Next week, I’ll be moderating a panel at NVIDIA’s GPU Technology Conference (GTC) on artificial intelligence (AI) and how it will massively change call centers. Call Centers are one of those never-ending nightmares that we don’t talk much about, even though they tend to do horrid things to our firms’ reputations and they are a nightmare to keep staffed because working in a call center has to be one of the worst jobs in the world.

Last month, IBM CEO Ginni Rometty was on stage during her Think Conference keynote with auto insurance company Geico, and they spoke to how they used Watson (arguably the most advanced deep learning AI currently in production at scale) to fix this exact problem. To help me prepare for my panel next week, I thought it would be good to revisit this problem and the use of AI in the call center and how it changes that call center from a secret liability to an undeniable asset.

Why Call Centers Are a Pain

If you don’t get that call centers are a pain all you need to do is talk to someone who has had to keep one staffed. Employee problems and turnover are at nearly unbelievable rates and can exceed 200 percent per year in some locations (that means that every six months, you basically have a brand-new call center and always have way too many untrained call center employees). Particularly in large call centers, you have lots of interpersonal, health and behavioral problems. IBM had Hyundai on stage, and they said their call center turnover was 40 percent before Watson (after implementing a Watson solution, it dropped to 10 percent, which is still higher than I’d like). (Hyundai also implemented IBM’s Hyperledger Blockchain solution, which did wonders for its transactional back end, providing vastly higher security and transaction integrity.)

It is interesting to note that this wasn’t Hyundai cars, but its credit card division, and the Hyundai executive was somewhat of an internet star. His important advice was that no one can give you a generic AI (at least not yet) and that if you approach this effort tentatively, and/or in parts, you’ll fail. Better to fully embrace the move and put the focus on getting it done, not arguing whether it should be done.

Offshoring the effort to India or another country where labor is cheap just introduced accents and an even greater disconnection between the firm and potential customers, driving down customer satisfaction and driving up customer churn.

Geico and IBM

Geico is big and selling car insurance (any kind of insurance) is a real pain because there are a lot of shoppers, most of whom aren’t experienced, and a lot of distrust between these shoppers and insurance companies. Insurance is gambling backward. When you gamble, you typically bet that you will win and the house bets you will lose, and the odds significantly favor the house, but you still hope you’ll win. With insurance, you bet you are going to lose (be damaged), the house (the insurance company) bets you are going to win, and you hope you’ll lose because no one wants the damage. The best example of the latter is life insurance because you can’t spend the money if you are dead. But Geico’s VP on stage said that by putting Watson in its call center for a renters’ insurance offering, the company improved close rates by 40 percent, which is huge.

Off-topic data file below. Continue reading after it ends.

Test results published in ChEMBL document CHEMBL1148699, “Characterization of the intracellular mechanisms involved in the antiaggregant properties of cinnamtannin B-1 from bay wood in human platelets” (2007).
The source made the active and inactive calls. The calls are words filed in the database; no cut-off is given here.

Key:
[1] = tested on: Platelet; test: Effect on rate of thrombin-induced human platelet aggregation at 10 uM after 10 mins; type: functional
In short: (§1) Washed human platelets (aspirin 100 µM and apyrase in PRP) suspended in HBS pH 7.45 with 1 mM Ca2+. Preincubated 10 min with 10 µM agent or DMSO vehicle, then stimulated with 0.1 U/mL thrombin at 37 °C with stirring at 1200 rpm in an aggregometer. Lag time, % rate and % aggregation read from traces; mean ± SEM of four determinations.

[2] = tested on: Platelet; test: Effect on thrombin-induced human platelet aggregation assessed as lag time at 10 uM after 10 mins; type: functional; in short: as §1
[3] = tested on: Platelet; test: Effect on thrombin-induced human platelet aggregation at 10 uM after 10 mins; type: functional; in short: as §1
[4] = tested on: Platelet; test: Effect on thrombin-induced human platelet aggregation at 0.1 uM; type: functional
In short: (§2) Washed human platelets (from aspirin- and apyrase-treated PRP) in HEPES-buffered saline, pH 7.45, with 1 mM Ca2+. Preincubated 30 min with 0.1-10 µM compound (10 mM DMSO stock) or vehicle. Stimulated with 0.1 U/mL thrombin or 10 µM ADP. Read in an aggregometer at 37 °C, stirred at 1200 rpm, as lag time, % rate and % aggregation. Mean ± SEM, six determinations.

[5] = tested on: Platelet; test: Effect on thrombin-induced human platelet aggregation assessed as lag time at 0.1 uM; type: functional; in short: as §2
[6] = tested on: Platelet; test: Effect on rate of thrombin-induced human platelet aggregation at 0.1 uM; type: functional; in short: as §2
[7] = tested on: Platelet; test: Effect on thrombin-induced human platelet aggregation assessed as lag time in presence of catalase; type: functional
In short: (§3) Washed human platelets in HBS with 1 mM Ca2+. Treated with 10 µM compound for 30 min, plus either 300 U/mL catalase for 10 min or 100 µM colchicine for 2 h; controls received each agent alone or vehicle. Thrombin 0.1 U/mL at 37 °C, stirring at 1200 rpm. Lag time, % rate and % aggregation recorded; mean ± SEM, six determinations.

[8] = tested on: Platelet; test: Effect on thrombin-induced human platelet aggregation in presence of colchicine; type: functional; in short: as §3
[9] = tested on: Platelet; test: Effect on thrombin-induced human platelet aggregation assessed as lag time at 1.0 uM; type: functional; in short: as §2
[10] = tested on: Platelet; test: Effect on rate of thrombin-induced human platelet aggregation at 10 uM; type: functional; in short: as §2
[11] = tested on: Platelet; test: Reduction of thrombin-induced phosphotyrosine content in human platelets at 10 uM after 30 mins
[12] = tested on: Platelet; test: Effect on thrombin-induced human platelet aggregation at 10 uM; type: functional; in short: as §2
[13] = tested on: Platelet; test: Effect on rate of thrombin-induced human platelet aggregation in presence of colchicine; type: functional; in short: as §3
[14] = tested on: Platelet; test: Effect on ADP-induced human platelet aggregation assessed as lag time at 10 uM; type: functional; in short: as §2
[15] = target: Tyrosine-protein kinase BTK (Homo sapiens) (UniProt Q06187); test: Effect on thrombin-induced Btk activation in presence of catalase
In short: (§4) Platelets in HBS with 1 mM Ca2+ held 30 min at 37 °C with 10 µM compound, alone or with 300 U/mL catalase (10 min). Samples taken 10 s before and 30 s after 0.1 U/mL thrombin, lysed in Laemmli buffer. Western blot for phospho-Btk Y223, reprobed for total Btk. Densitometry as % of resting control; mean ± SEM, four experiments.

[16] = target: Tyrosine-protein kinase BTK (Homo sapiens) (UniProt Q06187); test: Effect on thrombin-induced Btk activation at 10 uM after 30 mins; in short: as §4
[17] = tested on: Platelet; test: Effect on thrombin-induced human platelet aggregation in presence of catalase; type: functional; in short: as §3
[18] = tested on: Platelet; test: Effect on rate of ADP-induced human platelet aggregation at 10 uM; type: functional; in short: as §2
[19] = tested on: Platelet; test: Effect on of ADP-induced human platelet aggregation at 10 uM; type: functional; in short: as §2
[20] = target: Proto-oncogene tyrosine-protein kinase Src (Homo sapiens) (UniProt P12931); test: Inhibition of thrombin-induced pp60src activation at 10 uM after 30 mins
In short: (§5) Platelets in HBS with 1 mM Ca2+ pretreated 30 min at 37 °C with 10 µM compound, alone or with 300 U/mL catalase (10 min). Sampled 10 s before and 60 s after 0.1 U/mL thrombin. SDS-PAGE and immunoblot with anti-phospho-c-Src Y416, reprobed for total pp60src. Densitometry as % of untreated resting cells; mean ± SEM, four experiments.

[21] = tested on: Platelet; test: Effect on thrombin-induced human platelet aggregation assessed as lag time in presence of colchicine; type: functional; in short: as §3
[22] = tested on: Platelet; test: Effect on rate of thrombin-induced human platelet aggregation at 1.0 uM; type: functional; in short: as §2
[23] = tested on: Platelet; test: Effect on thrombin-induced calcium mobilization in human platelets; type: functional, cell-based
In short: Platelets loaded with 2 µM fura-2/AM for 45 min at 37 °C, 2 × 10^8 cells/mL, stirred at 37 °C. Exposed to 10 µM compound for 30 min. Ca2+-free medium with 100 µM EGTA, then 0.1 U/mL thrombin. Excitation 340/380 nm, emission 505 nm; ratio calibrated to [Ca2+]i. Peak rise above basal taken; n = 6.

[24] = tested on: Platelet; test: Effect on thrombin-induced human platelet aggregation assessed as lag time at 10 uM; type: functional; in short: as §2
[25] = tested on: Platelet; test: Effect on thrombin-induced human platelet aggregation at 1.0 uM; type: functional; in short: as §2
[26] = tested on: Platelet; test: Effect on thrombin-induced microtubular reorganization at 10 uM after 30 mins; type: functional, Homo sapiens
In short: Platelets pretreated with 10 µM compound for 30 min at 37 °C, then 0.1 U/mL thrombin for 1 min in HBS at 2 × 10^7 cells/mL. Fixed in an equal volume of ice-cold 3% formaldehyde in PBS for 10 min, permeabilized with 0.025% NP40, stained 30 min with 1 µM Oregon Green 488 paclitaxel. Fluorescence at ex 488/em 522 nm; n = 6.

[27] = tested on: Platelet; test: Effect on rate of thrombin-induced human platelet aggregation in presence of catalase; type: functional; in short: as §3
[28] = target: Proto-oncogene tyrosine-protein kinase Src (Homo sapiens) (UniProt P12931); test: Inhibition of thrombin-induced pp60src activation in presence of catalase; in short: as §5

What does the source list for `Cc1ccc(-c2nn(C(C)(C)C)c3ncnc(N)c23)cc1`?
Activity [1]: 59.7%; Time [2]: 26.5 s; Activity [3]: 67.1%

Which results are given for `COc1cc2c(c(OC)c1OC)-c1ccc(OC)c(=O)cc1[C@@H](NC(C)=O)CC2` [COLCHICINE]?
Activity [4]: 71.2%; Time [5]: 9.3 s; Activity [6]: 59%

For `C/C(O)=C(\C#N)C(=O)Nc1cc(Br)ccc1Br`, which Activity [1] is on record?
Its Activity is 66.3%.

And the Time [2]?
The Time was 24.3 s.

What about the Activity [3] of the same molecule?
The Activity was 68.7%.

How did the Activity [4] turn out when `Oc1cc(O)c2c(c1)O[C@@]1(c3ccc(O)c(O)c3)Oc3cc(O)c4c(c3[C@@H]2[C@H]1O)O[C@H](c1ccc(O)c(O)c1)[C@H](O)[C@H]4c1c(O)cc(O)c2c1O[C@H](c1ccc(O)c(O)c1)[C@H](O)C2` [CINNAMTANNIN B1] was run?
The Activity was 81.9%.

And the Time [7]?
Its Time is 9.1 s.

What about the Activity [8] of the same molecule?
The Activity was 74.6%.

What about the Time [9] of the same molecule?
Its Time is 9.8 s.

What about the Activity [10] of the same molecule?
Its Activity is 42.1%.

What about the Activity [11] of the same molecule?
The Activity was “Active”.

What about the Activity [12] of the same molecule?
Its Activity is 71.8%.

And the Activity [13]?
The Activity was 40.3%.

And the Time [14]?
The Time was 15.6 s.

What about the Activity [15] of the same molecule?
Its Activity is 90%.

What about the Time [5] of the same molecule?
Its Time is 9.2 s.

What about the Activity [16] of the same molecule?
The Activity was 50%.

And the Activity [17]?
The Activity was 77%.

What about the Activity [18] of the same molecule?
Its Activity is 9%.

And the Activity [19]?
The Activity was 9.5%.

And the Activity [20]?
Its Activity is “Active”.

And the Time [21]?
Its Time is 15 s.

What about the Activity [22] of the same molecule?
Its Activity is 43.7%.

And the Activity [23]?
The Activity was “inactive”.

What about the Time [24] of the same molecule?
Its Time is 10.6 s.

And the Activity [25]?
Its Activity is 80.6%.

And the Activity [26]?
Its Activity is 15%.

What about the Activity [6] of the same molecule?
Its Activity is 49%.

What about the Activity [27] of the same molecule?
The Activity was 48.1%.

In this implementation, callers are talking to Watson and, apparently, the experience is so real that one of them (the calls are taped for training and litigation protection) said something to the effect that “us late night workers need to work together,” evidently convinced that not only was Watson a real person, he’d like that virtual person as a friend. Geico did set a very low bar for this effort and that bar was “do no harm.” But the company massively exceeded that bar and is now a huge Watson Call Center advocate, based on what was said on stage.

One interesting comment from IBM’s Rometty was that the best approach they’ve discovered for doing this across the many customers that have done it is to redesign the call center around Watson, not layer it on. Doing it this way, they saw the greatest positive impact on closed deals.

Another interesting comment came from the Geico VP on Watson in particular and digital transformation in general. He indicated the biggest problem was that there are a lot of folks who hate change. To get them to change, you need lots of data and some strong, believable third-party advocates who back the data up. I would add that you need an executive with actual power who is willing to put their name behind the project.

Wrapping Up: Improvement Rates Suggest We’re All Going to Love AI

Call centers are a nightmare, people hate the job, customers aren’t fans either, and an out of control call center does massive damage to your brand and revenue potential. This appears to be an ideal place to put AI because it never tires, it learns on the job at machine speeds (if it is a deep learning system like IBM Watson), and it shows a path to fixing this AI problem. That Geico close rate improvement of 40 percent was a massive improvement, as was the drop in employee churn for Hyundai from 40 percent to 10 percent. And realize that Watson is still relatively young. Imagine what you’ll be able to do 10 years from now. We all may not only be happy to give Watson the job, the customers that use the resulting service may love it even more.

If you are at NVIDIA’s GTC, my panel on this is at 11 AM on March 19. Drop by and say hello.